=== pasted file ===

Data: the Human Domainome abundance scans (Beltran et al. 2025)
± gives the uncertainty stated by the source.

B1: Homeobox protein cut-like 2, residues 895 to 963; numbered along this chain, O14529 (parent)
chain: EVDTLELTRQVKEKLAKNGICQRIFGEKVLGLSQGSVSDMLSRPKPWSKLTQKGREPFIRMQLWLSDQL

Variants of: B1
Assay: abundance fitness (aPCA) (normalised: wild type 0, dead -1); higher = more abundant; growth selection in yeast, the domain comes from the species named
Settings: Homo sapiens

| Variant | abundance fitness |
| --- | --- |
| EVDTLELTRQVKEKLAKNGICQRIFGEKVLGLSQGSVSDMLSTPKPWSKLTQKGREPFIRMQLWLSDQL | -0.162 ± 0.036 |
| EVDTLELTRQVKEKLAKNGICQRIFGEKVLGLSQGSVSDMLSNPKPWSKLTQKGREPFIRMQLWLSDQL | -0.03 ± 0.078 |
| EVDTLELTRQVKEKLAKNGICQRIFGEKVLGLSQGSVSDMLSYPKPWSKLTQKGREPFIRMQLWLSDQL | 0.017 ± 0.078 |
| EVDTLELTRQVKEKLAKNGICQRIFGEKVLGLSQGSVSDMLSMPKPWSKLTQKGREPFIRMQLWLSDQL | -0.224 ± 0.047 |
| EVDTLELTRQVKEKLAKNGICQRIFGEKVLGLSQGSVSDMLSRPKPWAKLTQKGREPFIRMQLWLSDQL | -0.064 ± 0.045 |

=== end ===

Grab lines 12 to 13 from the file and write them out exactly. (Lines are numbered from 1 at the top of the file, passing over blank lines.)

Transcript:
| EVDTLELTRQVKEKLAKNGICQRIFGEKVLGLSQGSVSDMLSYPKPWSKLTQKGREPFIRMQLWLSDQL | 0.017 ± 0.078 |
| EVDTLELTRQVKEKLAKNGICQRIFGEKVLGLSQGSVSDMLSMPKPWSKLTQKGREPFIRMQLWLSDQL | -0.224 ± 0.047 |